With the deadline for filing personal income tax returns nearly upon us, a recent district court case from California offers a timely reminder that recordkeeping is important in reducing tax liability.
The case, Gragg v. United States, 2014 U.S. Dist. LEXIS 44862 (N.D. Cal. Mar. 31, 2014), involved a married couple whose rental real estate activities ran afoul of the passive activity loss limitations in Section 469 of the Code, which bar the use of losses from passive activity to offset other income. The Graggs had two rental properties, which had generated losses; after an audit, the IRS determined that the rental properties were subject to the passive activity rules and assessed the Graggs with two deficiency assessments of $14,874 and $43,499. 2014 U.S. Dist. LEXIS 44862, slip op. at *8. The Graggs paid the assessment and made a refund claim; once the refund was denied, the filed suit.
Section 469(c)(2) of the Code makes rental activity a per se passive activity; the loss limitations apply, even if the taxpayer materially participates. But there is an exception: if a taxpayer is in a real estate business, then Section 469(c)(7)(A) applies, and the rental activity is not considered per se passive. To fall within the scope of this exemption, a taxpayer has to demonstrate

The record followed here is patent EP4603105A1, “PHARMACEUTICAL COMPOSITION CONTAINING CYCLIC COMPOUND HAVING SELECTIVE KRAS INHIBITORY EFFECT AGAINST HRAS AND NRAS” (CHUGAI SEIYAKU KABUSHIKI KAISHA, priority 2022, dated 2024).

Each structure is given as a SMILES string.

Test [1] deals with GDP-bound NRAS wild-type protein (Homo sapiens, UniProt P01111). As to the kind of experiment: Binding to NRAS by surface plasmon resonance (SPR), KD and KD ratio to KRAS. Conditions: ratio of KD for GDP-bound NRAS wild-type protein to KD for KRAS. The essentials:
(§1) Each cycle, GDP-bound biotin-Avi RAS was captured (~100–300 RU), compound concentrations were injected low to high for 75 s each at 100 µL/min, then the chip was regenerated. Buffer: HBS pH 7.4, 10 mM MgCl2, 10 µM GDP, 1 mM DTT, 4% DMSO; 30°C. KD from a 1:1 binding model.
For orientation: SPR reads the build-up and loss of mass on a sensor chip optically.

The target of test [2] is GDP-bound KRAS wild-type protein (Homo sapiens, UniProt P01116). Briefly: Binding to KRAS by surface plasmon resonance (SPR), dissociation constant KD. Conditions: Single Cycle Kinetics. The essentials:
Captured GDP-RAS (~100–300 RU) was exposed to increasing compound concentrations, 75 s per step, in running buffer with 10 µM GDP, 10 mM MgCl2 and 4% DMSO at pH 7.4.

- first, that over one-half of her personal services rendered in a trade or business were in one or more real property trades or businesses in which she materially participates, and
- second, that she performs more than 750 hours of services in the tax year in real property trades or businesses in which she materially participates.
I.R.C. § 469(c)(7)(B). To meet the “material participation” standard, a taxpayer’s involvement with a trade or business must be “regular,” “continuous,” and “substantial.” I.R.C. § 469(h)(1).
Mrs. Gragg was a real estate broker, and the couple sought to recoup the additional taxes paid on this basis. Initially, they argued that because Mrs. Gragg was a real estate agent, the rental activity was automatically treated as a non-passive activity. The Court rejected that position, relying upon a regulation that specifically precluded someone in a real estate trade or business from grouping rental activity with other activities. See Gragg, 2014 U.S. Dist. LEXIS 44862, slip op. at *19 (quoting Treas. Reg. § 1.469-9(e)(i)). The court also noted a series of persuasive Tax Court opinions that were on point.
Left to show that Mrs. Gragg materially participated in the rental real estate activity, the Graggs lacked sufficient evidence to do so. The court concluded that the evidence offered to demonstrate material participation were “unreliable post hoc reconstructions of time spent.” Id. slip op. at *27. While the relevant regulations provide for proof of material participation to be shown by reasonable means, the district court followed the approach of the Tax Court to reject estimates constructed after the fact as a reasonable means of demonstrating the material participation standard was met.
The broader lesson: if it isn’t documented, it didn’t happen.
Jim Malone is a tax lawyer in Philadelphia. © 2014, Malone LLC.